• While you are presenting your idea, identify areas where you are willing to compromise. This will encourage others to fill in the details of your solution that they support. Ask others what are the no compromise issues about their solutions. Accept these points and offer compromise in other areas if you can.

 

  • Find a role model. Look for someone who does an effective job of driving solutions and getting everyone to participate. Observe them and experiment with what they do.

 

The Big Dogz know that winning does not always mean g4tting your way. There are others in the organization who have good ideas. Be the one who gets others to contribute. You will win in the long run.

 

Exercising control November 14, 2008

Posted by rickbron in Achieving goals, Bronder On People, Getting what you want, Management, Performance issues, Self reflection.
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p5130012.jpg  It is difficult to be in charge. There are responsibilities and pressures to control. The Big Dogz know that if we push the control lever too far we become Domineering and the result is reduced productivity, increased costs and more stress. On the other hand, if we do not control what is going on, we will often fail to accomplish our goals.

 

I propose we look at two ends of the control continuum — Domineering and Dominant.  These words mean different things to different people, so I want to make this distinction for this discussion:

 

Domineering means pushing your personal agenda and wanting to control every action of others.

 

Dominant means exercising influence or control, usually through leadership.

 

Domineering managers rarely succeed. Of course, there are exceptions to this statement, but in general, if you use a Domineering style, you will always achieve less. What are some of the signs that you may be a Domineering manager?

 

  1. You are working excessive hours.
  2. You personally do the most critical jobs.
  3. You have frequent stressful conflicts (outbursts) during the day.
  4. You use micro-management as a way to make sure things get done.
  5. Morale in your group is low.
  6. You believe your people are “not up to the challenge.”
  7. You have to make all the decisions.

 

You get the picture. There are many things going wrong. There are only a few people you can count on to help you achieve your goals.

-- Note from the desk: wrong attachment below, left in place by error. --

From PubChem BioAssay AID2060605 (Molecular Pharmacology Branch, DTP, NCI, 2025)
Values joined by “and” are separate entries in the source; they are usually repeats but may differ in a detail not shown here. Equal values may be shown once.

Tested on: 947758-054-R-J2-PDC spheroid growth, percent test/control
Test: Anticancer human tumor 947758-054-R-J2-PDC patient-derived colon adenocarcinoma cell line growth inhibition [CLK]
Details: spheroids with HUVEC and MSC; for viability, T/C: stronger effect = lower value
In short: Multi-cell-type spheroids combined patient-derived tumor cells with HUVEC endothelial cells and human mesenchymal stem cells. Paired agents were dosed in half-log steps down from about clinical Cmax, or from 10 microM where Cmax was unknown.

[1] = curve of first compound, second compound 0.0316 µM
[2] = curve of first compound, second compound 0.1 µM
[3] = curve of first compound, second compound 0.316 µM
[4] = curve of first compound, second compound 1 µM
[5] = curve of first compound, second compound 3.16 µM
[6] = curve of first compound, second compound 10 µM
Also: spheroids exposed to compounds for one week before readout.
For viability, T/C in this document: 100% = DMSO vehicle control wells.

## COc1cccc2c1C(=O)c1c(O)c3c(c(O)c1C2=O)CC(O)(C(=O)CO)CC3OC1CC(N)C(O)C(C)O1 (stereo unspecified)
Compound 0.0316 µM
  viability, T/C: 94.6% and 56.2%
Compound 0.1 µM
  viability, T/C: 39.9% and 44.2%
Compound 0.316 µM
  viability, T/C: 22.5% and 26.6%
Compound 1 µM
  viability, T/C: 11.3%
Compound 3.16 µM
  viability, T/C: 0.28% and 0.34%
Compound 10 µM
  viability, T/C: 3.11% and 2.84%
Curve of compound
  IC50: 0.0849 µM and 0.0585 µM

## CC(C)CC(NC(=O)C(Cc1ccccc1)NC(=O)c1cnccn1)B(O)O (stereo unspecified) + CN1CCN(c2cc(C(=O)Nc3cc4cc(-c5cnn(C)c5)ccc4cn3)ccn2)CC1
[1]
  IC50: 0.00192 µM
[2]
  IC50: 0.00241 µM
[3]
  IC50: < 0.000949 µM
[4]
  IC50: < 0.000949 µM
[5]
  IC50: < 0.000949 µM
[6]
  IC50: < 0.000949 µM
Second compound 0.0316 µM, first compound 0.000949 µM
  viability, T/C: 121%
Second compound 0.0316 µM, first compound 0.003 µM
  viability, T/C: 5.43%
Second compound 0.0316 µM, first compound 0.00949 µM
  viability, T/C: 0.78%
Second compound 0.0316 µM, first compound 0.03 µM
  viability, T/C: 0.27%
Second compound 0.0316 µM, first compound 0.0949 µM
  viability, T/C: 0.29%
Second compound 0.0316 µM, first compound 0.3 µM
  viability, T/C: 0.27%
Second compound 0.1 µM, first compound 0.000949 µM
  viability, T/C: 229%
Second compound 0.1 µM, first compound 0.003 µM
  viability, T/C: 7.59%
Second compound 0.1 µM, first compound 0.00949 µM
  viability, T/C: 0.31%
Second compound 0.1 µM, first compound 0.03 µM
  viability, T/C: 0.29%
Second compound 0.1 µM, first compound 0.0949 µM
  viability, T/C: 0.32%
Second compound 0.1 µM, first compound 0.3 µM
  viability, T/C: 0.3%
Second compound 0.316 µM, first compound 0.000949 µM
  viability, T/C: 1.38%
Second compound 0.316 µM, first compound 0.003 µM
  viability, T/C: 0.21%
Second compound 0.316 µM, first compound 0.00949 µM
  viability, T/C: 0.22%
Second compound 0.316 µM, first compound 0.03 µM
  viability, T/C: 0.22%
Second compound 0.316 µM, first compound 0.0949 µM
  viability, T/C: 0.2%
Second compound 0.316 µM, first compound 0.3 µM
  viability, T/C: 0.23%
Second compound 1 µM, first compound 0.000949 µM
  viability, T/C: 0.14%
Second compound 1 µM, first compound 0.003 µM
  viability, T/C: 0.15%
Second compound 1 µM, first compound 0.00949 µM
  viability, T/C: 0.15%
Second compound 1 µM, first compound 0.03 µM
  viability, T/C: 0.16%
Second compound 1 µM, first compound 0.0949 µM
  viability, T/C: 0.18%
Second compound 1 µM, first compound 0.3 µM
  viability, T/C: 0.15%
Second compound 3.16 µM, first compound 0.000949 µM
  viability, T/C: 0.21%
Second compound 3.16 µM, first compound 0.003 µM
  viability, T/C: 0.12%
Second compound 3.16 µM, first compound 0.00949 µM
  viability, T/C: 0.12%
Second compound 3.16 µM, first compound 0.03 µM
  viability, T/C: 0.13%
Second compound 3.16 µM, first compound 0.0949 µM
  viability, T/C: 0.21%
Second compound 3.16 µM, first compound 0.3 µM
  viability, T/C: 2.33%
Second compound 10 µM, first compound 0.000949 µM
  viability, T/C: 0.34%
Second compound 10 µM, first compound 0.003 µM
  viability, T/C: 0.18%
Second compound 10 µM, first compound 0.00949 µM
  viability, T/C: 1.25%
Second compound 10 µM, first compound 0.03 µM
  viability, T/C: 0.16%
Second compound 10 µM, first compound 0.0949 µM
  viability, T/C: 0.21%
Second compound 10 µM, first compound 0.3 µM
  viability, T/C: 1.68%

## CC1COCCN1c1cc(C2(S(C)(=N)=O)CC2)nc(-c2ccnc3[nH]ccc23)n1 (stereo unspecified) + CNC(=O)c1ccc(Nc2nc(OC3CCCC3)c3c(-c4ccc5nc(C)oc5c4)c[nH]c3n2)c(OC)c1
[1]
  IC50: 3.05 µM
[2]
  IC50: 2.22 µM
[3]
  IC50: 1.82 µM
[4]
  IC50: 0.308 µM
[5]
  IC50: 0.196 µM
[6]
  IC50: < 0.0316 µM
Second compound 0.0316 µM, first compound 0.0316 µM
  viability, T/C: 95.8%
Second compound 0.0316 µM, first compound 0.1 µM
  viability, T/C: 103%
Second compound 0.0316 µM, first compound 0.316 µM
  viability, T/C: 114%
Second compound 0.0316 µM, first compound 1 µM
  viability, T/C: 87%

Dominant managers rarely fail! Again, there are exceptions to this statement, but in general, if you use a Dominant style, you will always achieve more. Besides the opposite of the Domineering manager signs, what are some other signs you may be a Dominant manager?

 

  1. People give you feedback on your performance as the manager.
  2. Your people are getting awards, recognition and promotions.
  3. People in your department are proactive in solving problems.
  4. People make suggestions to you on how the department can be more efficient or effective.
  5. Your people know exactly what result you expect of them.
  6. People are exercising creativity in developing processes that are streamlined.
  7. There is a waiting list of people wanting to join your department.

 

You get the picture. There are many things going right. There are many people you can count on to help you achieve your goals.

 

The signs are clear. The choice is yours.

 

Sometimes we do not achieve the results we want and we find someone or something to excuse it away. The problem may be in your style. I have created an assessment to help you determine if you are more Domineering or more Dominant. Please download it and take it yourself, then get three people to validate your self-assessment.

 

When you have a validated assessment, use it to create an action plan on how you can be more effective as a manager. If you send me your action plan, I will include your actions into a future blog on how to become a more Dominant manager.

 

rbronder@gmail.com

 

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Free resources!! October 17, 2008

Posted by rickbron in Achieving goals, Bronder On People, business strategy, Changing behavior, Coaching, Increasing Your Profitability, Management, Performance issues.